enquires about the various roles and objectives of the Wallace, the Stewart Gardner, the Frick, the Huntington, and the Mellon in the creation of various collections and the way they negotiated the memorialization of their person via the creation of these collections made public after their death

5.
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Format: Paperback Verified Purchase
The picture quality is a bit off, but i guess that is the publishers fault and not the sellers! Very good condition, and is being much used!
Thankyou very much
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Most Helpful Customer Reviews on Amazon.com (beta)

Amazon.com: 7 reviews
15 of 16 people found the following review helpful
Informative and Easy to Read 4 Jun. 2000
By Robin N. Keller - Published on Amazon.com
Format: Paperback
Dr. Duncan's books discusses the history of art museums and focusses in on some notable, present day museums. Her approach combines the traditional art historian view with a sociological view. Art is not created in a vacuum and reflects the society it lives within. Duncan's approach gives us insight into why some artwork is accepted while other artwork is not.
This book was required reading in my undergraduate studies. It is one of the few I choose to have in my personal library as well.
Carol Duncan's book is small in size and easy to read. However, just because of its ease and size, don't mistake its value to art history. It is well researched and well edited. It is short, sweet and to the point. Too bad other art history books cannot be like that.
Definitely an interesting look into the origins and creation of ... 7 Sept. 2014
By victoriao1205 - Published on Amazon.com
Format: Paperback Verified Purchase
Definitely an interesting look into the origins and creation of public art museums and the history up until recently. I purhcased this for a college course but it was definitely an interesting read if you are interested in public institutions especially art museums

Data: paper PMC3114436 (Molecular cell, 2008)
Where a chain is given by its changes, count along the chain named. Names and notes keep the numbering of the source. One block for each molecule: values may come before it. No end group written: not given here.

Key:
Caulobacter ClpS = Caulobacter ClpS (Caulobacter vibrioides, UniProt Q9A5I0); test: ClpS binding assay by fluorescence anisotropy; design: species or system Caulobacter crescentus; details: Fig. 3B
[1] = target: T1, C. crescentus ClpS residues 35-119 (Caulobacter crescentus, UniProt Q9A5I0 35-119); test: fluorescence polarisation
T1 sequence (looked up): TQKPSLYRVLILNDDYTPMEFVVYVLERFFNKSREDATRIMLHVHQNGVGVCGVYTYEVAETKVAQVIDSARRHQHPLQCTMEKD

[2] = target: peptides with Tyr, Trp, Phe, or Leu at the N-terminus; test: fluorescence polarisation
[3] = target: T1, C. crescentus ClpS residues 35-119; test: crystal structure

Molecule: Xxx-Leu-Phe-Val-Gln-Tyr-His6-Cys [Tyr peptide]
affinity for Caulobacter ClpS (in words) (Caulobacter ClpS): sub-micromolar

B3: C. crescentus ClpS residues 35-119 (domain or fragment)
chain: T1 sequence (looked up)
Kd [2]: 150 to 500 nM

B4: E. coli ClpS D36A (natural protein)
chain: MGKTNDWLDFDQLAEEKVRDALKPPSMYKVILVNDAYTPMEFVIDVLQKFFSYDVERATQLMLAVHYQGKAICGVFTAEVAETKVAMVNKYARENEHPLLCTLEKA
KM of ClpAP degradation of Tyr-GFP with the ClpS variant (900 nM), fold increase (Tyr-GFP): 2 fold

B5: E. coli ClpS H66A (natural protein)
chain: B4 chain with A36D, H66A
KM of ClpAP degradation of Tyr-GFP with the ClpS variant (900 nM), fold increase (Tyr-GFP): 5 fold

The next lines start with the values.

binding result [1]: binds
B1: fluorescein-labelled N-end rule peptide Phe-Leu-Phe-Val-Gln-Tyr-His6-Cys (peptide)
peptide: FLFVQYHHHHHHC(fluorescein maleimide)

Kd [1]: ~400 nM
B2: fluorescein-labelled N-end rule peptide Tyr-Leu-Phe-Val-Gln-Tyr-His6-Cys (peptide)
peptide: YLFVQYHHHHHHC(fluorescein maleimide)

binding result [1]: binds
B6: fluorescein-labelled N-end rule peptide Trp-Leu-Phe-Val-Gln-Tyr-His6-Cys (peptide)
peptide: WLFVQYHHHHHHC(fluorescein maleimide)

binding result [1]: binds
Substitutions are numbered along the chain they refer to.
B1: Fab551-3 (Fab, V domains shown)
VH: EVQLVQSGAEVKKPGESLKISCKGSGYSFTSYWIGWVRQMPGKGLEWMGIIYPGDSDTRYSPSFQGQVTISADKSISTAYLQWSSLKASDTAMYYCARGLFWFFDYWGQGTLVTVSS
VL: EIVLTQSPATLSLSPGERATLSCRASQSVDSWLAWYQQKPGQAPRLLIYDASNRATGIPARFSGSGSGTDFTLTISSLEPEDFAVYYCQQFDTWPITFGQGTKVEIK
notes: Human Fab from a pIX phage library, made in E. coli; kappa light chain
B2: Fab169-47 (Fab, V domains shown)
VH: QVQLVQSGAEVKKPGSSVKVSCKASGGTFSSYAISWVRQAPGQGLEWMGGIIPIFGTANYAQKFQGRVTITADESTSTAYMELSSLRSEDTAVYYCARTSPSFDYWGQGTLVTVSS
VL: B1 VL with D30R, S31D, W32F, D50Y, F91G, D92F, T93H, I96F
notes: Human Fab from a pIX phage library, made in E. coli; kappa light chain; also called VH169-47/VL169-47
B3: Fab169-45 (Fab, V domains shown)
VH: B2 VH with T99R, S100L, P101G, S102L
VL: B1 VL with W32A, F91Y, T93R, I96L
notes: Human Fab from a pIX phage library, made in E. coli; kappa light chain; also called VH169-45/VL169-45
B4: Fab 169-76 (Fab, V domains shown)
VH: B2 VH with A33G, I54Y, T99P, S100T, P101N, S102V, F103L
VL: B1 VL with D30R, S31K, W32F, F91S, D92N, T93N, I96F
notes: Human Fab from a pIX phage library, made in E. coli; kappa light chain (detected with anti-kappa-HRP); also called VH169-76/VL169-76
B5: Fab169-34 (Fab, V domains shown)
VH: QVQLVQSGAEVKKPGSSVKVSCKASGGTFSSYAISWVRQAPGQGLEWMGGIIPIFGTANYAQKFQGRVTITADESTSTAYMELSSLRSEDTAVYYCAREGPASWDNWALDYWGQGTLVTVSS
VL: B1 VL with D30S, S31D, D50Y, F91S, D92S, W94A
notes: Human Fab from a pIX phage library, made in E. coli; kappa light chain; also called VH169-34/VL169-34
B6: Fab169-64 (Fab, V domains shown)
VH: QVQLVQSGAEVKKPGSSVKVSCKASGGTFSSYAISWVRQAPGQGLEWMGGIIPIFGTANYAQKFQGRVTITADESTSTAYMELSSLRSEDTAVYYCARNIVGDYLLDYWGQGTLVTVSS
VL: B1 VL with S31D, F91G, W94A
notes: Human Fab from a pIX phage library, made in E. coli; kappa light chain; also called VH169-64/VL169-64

3 of 5 people found the following review helpful
Informative, Easy To Read 4 Jun. 2000
By A Customer - Published on Amazon.com
Format: Paperback
Dr. Duncan's book was required reading in my undergraduate studies. She writes from two angles - first, being the traditional fine arts view, and second, a sociological view. Art is not created in a vacuum and is directly affected by the society it lives in. There is a value to looking at art from this combined point of view. You have a clear picture why some art is considered valuable, while some is not.
Carol Duncan's book delves into the reasons why we have art museums and then focusses in on some notable museums of today. The small book is an easy and quick read. However, its relative ease and small size does not mean it does not inform. It is well researched and well edited. It is short, sweet and to the point. Too bad more art history books are not like that.
2 of 5 people found the following review helpful
Covering a breadth of subject matter 3 April 2000
By A Customer - Published on Amazon.com
Format: Paperback
This book was mandatory reading for a university art history class. As far as required readings go, it was easily comprehensible to a general audience. The only flaw was that at first glance it appeals to an art-minded audience. Yet then it actually converses in the sociological jargon, which could put off some readers.
0 of 2 people found the following review helpful
Fantastic 30 Sept. 2007
By Lava Gade - Published on Amazon.com
Format: Paperback
The boook was for my academic course..... and I was surprised by the reponse of amazon. They delivered it to me so fast. Thanks a lot. And the quality of the book is good too.....
Book is basically related to museum culture and importance of rituals in those spaces.